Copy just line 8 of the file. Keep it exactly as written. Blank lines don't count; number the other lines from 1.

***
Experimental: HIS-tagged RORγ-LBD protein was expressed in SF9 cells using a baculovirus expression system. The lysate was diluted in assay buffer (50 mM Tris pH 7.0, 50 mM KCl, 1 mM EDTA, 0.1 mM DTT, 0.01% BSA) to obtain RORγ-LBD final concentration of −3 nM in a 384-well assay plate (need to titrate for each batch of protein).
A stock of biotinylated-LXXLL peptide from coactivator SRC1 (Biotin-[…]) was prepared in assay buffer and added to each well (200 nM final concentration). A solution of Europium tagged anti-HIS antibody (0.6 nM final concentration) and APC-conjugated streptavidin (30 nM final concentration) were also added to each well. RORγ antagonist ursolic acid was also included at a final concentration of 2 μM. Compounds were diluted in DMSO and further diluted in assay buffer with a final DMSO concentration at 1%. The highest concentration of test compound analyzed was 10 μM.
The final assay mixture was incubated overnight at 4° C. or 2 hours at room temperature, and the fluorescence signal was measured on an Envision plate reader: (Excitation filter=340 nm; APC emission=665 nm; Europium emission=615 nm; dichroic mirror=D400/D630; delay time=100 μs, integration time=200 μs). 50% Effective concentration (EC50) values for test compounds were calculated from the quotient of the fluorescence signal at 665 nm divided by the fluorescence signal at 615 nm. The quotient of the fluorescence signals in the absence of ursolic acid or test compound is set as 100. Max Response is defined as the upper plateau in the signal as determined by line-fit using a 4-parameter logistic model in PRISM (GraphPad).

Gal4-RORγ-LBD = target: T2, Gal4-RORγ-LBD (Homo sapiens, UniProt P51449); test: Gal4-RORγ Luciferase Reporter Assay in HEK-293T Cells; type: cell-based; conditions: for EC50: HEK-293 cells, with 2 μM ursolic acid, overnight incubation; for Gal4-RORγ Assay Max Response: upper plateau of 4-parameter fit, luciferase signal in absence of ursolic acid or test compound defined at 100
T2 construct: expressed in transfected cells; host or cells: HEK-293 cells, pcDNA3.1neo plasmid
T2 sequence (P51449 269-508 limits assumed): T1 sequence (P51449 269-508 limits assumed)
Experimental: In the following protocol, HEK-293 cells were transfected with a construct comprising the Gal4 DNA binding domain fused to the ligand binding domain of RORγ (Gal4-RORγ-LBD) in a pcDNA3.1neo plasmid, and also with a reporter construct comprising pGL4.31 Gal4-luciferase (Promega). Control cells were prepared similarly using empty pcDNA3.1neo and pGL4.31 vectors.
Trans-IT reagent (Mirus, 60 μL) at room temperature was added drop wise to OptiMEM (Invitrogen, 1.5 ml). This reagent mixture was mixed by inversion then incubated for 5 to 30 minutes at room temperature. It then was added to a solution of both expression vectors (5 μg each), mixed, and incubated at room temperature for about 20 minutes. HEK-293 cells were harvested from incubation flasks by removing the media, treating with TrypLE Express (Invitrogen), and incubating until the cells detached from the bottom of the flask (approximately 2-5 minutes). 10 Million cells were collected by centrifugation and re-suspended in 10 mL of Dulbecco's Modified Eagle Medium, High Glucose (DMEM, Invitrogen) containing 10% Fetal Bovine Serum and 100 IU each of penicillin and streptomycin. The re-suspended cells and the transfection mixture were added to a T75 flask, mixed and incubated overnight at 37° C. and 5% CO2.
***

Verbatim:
Trans-IT reagent (Mirus, 60 μL) at room temperature was added drop wise to OptiMEM (Invitrogen, 1.5 ml). This reagent mixture was mixed by inversion then incubated for 5 to 30 minutes at room temperature. It then was added to a solution of both expression vectors (5 μg each), mixed, and incubated at room temperature for about 20 minutes. HEK-293 cells were harvested from incubation flasks by removing the media, treating with TrypLE Express (Invitrogen), and incubating until the cells detached from the bottom of the flask (approximately 2-5 minutes). 10 Million cells were collected by centrifugation and re-suspended in 10 mL of Dulbecco's Modified Eagle Medium, High Glucose (DMEM, Invitrogen) containing 10% Fetal Bovine Serum and 100 IU each of penicillin and streptomycin. The re-suspended cells and the transfection mixture were added to a T75 flask, mixed and incubated overnight at 37° C. and 5% CO2.